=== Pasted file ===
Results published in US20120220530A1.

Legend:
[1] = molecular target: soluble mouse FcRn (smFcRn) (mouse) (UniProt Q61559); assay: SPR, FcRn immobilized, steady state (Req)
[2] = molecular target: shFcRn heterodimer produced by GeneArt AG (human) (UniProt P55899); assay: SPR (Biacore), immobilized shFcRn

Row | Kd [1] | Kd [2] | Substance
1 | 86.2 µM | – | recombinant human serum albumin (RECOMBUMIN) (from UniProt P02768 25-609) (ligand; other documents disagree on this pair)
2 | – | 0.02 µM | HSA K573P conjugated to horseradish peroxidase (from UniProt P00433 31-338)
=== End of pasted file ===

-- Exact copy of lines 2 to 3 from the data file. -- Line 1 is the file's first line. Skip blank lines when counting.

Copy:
Legend:
[1] = molecular target: soluble mouse FcRn (smFcRn) (mouse) (UniProt Q61559); assay: SPR, FcRn immobilized, steady state (Req)